Although they hadn't played huge numbers of games like this before, both Louise and Tom were up to speed in no time, which although Paul would like to think was down to his well crafted explanation, it was probably more down to the fact that said actuary and lawyer were very sharp.

East Asia was first to look vulnerable so we duly dispatched Louise's heroic medic, but after some attention in Ho Chi Min City and Bangkok, West Asia was starting to look a little too covered in black cubes.

In the first part of the game, cubes were kept well under control, but no cures had been found. This was noted, so more effort was put into discovering cures, with a black cure coming first courtesy of Tom's scientist. However the cards were being used very freely and half way through the deck only one cure had been found.

Red and black continued to wax and wane throughout the game, whilst blue and yellow were more or less under control until close to the end. With the last epidemic out of the way, cures for both red and blue were still needed. A plan was hatched, tweaked and discussed to put an end to the red disease, but the stack of cards was running low and while the outbreak counter was about half way, there were a lot of cubes on the board in dangerous areas. Tonio's 4 turn epic plan of shuffling cards around to the right person and lining up the optimal route to a research station was commenced, but as the turns went by chain reaction followed outbreak and this was followed by another chain reaction.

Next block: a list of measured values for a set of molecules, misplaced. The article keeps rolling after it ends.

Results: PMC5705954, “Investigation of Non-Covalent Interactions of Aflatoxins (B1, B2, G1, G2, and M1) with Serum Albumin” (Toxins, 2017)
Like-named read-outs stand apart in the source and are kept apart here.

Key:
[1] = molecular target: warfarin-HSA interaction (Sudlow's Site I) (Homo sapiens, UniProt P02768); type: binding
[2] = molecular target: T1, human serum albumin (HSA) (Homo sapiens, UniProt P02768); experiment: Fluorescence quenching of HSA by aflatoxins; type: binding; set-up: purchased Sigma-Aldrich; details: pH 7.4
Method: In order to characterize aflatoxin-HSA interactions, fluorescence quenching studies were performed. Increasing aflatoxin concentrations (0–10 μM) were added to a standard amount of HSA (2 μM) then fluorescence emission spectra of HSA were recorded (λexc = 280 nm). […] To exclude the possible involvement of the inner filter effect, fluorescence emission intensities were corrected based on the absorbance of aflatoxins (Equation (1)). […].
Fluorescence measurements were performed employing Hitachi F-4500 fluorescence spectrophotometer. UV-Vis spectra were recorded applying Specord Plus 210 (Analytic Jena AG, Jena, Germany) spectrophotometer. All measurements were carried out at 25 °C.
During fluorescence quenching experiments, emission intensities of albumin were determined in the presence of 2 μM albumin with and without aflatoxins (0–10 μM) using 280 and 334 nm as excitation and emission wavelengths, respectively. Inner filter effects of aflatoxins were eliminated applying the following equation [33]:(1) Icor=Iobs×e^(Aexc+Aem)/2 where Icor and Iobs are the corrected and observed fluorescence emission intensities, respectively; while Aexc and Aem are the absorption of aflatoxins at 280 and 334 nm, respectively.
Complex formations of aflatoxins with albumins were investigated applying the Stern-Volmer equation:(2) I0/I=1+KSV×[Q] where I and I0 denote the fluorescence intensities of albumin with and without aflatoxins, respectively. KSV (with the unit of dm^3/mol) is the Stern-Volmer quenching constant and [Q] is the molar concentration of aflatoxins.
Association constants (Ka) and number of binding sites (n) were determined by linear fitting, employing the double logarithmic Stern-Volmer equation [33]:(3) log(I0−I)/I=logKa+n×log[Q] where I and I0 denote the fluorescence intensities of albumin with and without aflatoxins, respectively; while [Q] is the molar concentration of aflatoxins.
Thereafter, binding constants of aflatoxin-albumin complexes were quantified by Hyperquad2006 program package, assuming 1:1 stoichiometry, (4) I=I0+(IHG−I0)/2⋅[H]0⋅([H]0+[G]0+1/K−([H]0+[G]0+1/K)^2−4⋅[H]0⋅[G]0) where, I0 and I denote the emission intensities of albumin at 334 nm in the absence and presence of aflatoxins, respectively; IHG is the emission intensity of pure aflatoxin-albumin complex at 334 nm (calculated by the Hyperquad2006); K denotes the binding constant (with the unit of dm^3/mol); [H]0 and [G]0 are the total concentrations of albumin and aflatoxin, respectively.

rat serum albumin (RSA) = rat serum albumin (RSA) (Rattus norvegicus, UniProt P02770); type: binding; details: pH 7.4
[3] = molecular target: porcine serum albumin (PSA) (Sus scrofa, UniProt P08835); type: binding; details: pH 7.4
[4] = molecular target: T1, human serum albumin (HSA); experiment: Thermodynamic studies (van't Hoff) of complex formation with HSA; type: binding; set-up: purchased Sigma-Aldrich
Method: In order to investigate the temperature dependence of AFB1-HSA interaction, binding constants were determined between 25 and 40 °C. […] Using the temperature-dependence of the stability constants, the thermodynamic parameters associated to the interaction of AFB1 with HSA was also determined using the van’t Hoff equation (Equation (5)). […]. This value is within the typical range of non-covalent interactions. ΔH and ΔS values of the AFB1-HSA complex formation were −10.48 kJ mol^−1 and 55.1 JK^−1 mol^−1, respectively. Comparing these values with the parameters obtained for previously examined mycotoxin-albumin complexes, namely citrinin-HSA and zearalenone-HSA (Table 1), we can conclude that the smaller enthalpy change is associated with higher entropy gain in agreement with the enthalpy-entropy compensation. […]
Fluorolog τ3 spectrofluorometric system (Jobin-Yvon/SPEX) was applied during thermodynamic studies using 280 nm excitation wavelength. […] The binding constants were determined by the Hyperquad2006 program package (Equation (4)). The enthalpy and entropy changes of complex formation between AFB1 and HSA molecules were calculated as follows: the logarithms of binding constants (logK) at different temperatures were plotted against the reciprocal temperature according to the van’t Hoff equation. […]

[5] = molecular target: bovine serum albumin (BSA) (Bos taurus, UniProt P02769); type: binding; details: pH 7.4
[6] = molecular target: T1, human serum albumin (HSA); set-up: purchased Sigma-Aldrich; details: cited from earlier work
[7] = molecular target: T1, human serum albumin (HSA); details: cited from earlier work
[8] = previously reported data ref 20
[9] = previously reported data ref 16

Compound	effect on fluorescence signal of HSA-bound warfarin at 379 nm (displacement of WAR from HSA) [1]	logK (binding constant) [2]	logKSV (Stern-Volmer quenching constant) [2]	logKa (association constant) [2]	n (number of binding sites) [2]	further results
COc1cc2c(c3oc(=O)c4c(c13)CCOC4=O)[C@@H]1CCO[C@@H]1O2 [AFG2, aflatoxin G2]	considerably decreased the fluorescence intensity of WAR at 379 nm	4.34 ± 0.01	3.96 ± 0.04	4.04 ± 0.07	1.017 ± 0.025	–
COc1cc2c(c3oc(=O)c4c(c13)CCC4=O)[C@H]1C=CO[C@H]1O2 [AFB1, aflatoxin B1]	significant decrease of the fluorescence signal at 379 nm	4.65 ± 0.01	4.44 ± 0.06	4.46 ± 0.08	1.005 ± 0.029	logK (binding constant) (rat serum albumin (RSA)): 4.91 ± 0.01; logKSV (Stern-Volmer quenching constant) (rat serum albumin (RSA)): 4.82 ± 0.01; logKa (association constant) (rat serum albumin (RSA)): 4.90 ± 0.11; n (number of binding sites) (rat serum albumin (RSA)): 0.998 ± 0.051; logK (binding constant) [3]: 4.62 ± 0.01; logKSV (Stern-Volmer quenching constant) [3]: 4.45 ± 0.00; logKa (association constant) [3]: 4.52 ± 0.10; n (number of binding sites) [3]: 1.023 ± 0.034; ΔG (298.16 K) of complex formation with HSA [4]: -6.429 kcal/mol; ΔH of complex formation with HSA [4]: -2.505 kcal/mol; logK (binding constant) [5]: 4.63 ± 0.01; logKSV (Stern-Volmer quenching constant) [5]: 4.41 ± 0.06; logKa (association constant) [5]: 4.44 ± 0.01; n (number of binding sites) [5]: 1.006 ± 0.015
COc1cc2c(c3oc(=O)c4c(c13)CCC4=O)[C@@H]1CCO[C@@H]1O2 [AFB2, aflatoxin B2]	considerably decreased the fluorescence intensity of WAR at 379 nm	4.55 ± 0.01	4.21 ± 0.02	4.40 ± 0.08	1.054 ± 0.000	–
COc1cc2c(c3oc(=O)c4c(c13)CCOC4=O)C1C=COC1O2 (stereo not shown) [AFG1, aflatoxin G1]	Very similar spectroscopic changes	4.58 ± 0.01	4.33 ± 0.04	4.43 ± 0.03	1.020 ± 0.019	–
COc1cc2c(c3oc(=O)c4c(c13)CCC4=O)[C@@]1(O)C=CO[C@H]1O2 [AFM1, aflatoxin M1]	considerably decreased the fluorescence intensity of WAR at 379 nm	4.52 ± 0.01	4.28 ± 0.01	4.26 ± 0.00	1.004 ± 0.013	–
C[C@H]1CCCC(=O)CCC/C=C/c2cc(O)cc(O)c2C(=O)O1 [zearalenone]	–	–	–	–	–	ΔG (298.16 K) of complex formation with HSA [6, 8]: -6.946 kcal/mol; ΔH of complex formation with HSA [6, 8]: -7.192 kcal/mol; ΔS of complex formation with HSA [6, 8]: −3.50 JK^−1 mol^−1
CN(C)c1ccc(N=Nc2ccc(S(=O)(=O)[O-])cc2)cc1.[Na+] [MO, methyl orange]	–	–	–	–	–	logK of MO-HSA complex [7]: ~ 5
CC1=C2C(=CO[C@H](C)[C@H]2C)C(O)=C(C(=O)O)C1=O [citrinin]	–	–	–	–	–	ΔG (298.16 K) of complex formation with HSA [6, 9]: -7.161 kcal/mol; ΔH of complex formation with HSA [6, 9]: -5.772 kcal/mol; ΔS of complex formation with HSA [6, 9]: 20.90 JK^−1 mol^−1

The result was that the game was lost due to excessive outbreaks even before the third cure was found, let alone being able to think about the final one.

An empty feeling all round, as the world wasted away under the scourge of black and blue contagion, but a good time was had by our failing disease specialists and we don't think that Louise and Tom were put off despite defeat.

Scores: Paul, Tonio, Louise & Tom - all lost

Something a little more constructive…

Kingdom Builder (thanks Jon)